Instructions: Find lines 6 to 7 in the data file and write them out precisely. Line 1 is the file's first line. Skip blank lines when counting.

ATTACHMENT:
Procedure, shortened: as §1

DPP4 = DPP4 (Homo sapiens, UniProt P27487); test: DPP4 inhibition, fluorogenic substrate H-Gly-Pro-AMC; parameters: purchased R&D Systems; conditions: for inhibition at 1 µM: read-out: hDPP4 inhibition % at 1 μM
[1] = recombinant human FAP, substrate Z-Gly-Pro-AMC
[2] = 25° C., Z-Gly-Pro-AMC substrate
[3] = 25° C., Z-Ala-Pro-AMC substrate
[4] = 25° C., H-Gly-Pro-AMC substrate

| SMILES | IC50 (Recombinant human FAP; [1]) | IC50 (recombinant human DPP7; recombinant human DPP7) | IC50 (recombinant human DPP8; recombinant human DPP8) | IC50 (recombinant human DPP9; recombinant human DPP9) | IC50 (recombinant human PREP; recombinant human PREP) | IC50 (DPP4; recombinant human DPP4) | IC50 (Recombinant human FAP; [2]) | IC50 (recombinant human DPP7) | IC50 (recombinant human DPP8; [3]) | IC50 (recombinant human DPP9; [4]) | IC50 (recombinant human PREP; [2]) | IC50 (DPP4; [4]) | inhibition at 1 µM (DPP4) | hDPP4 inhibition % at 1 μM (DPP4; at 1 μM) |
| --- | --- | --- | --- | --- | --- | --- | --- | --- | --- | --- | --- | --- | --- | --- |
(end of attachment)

[4] = 25° C., H-Gly-Pro-AMC substrate

| SMILES | IC50 (Recombinant human FAP; [1]) | IC50 (recombinant human DPP7; recombinant human DPP7) | IC50 (recombinant human DPP8; recombinant human DPP8) | IC50 (recombinant human DPP9; recombinant human DPP9) | IC50 (recombinant human PREP; recombinant human PREP) | IC50 (DPP4; recombinant human DPP4) | IC50 (Recombinant human FAP; [2]) | IC50 (recombinant human DPP7) | IC50 (recombinant human DPP8; [3]) | IC50 (recombinant human DPP9; [4]) | IC50 (recombinant human PREP; [2]) | IC50 (DPP4; [4]) | inhibition at 1 µM (DPP4) | hDPP4 inhibition % at 1 μM (DPP4; at 1 μM) |